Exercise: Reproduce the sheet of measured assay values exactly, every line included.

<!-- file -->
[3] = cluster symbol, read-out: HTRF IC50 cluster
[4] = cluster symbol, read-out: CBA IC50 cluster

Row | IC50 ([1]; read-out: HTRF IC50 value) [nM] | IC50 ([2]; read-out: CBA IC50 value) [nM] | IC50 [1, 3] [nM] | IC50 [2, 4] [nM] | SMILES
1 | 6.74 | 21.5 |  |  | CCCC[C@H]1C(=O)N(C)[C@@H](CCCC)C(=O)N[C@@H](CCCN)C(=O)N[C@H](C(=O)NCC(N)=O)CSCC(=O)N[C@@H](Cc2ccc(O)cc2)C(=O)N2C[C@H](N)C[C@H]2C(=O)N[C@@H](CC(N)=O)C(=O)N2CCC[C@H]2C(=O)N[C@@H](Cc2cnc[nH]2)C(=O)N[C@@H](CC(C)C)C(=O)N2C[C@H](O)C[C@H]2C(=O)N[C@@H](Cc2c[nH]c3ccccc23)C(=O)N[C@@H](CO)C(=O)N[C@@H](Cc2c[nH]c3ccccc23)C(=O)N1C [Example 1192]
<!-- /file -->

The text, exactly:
[3] = cluster symbol, read-out: HTRF IC50 cluster
[4] = cluster symbol, read-out: CBA IC50 cluster

Row | IC50 ([1]; read-out: HTRF IC50 value) [nM] | IC50 ([2]; read-out: CBA IC50 value) [nM] | IC50 [1, 3] [nM] | IC50 [2, 4] [nM] | SMILES
1 | 6.74 | 21.5 |  |  | CCCC[C@H]1C(=O)N(C)[C@@H](CCCC)C(=O)N[C@@H](CCCN)C(=O)N[C@H](C(=O)NCC(N)=O)CSCC(=O)N[C@@H](Cc2ccc(O)cc2)C(=O)N2C[C@H](N)C[C@H]2C(=O)N[C@@H](CC(N)=O)C(=O)N2CCC[C@H]2C(=O)N[C@@H](Cc2cnc[nH]2)C(=O)N[C@@H](CC(C)C)C(=O)N2C[C@H](O)C[C@H]2C(=O)N[C@@H](Cc2c[nH]c3ccccc23)C(=O)N[C@@H](CO)C(=O)N[C@@H](Cc2c[nH]c3ccccc23)C(=O)N1C [Example 1192]